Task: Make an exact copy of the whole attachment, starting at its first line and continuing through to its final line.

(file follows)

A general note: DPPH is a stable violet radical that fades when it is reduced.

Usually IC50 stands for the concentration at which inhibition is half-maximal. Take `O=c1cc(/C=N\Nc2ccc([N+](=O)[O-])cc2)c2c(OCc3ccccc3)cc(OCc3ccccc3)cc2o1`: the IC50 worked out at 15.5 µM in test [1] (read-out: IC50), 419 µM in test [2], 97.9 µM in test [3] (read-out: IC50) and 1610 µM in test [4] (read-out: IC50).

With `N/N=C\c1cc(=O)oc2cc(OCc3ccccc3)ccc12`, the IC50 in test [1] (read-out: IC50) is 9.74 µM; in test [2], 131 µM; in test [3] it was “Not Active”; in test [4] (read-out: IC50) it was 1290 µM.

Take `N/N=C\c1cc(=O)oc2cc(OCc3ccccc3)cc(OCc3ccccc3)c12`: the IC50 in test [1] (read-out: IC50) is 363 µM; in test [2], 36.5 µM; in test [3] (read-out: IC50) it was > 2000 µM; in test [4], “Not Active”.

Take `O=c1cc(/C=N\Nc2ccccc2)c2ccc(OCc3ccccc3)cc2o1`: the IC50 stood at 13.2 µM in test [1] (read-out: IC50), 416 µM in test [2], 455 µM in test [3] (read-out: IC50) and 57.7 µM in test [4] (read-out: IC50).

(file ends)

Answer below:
A general note: DPPH is a stable violet radical that fades when it is reduced.

Usually IC50 stands for the concentration at which inhibition is half-maximal. Take `O=c1cc(/C=N\Nc2ccc([N+](=O)[O-])cc2)c2c(OCc3ccccc3)cc(OCc3ccccc3)cc2o1`: the IC50 worked out at 15.5 µM in test [1] (read-out: IC50), 419 µM in test [2], 97.9 µM in test [3] (read-out: IC50) and 1610 µM in test [4] (read-out: IC50).

With `N/N=C\c1cc(=O)oc2cc(OCc3ccccc3)ccc12`, the IC50 in test [1] (read-out: IC50) is 9.74 µM; in test [2], 131 µM; in test [3] it was “Not Active”; in test [4] (read-out: IC50) it was 1290 µM.

Take `N/N=C\c1cc(=O)oc2cc(OCc3ccccc3)cc(OCc3ccccc3)c12`: the IC50 in test [1] (read-out: IC50) is 363 µM; in test [2], 36.5 µM; in test [3] (read-out: IC50) it was > 2000 µM; in test [4], “Not Active”.

Take `O=c1cc(/C=N\Nc2ccccc2)c2ccc(OCc3ccccc3)cc2o1`: the IC50 stood at 13.2 µM in test [1] (read-out: IC50), 416 µM in test [2], 455 µM in test [3] (read-out: IC50) and 57.7 µM in test [4] (read-out: IC50).